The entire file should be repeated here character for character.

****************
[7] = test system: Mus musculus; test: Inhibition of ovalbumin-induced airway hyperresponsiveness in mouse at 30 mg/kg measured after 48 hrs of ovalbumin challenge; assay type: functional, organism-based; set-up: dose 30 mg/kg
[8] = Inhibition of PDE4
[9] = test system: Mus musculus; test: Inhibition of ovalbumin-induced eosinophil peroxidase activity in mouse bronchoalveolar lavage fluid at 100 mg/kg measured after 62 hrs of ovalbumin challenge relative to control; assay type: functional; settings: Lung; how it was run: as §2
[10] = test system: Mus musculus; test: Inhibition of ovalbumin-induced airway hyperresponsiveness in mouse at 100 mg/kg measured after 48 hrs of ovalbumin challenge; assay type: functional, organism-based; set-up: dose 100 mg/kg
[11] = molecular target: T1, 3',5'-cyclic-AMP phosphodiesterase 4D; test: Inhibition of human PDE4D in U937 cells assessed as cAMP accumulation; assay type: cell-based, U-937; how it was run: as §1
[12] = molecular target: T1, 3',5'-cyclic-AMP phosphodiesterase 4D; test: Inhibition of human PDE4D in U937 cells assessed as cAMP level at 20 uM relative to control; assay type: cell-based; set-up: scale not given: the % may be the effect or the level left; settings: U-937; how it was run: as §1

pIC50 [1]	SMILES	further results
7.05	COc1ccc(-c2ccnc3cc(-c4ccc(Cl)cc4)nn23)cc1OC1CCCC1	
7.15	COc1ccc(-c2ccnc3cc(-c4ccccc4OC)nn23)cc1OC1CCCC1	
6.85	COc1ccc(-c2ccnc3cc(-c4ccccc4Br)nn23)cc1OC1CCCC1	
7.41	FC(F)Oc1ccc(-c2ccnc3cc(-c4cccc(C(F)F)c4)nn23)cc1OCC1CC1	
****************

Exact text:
[7] = test system: Mus musculus; test: Inhibition of ovalbumin-induced airway hyperresponsiveness in mouse at 30 mg/kg measured after 48 hrs of ovalbumin challenge; assay type: functional, organism-based; set-up: dose 30 mg/kg
[8] = Inhibition of PDE4
[9] = test system: Mus musculus; test: Inhibition of ovalbumin-induced eosinophil peroxidase activity in mouse bronchoalveolar lavage fluid at 100 mg/kg measured after 62 hrs of ovalbumin challenge relative to control; assay type: functional; settings: Lung; how it was run: as §2
[10] = test system: Mus musculus; test: Inhibition of ovalbumin-induced airway hyperresponsiveness in mouse at 100 mg/kg measured after 48 hrs of ovalbumin challenge; assay type: functional, organism-based; set-up: dose 100 mg/kg
[11] = molecular target: T1, 3',5'-cyclic-AMP phosphodiesterase 4D; test: Inhibition of human PDE4D in U937 cells assessed as cAMP accumulation; assay type: cell-based, U-937; how it was run: as §1
[12] = molecular target: T1, 3',5'-cyclic-AMP phosphodiesterase 4D; test: Inhibition of human PDE4D in U937 cells assessed as cAMP level at 20 uM relative to control; assay type: cell-based; set-up: scale not given: the % may be the effect or the level left; settings: U-937; how it was run: as §1

pIC50 [1]	SMILES	further results
7.05	COc1ccc(-c2ccnc3cc(-c4ccc(Cl)cc4)nn23)cc1OC1CCCC1	
7.15	COc1ccc(-c2ccnc3cc(-c4ccccc4OC)nn23)cc1OC1CCCC1	
6.85	COc1ccc(-c2ccnc3cc(-c4ccccc4Br)nn23)cc1OC1CCCC1	
7.41	FC(F)Oc1ccc(-c2ccnc3cc(-c4cccc(C(F)F)c4)nn23)cc1OCC1CC1	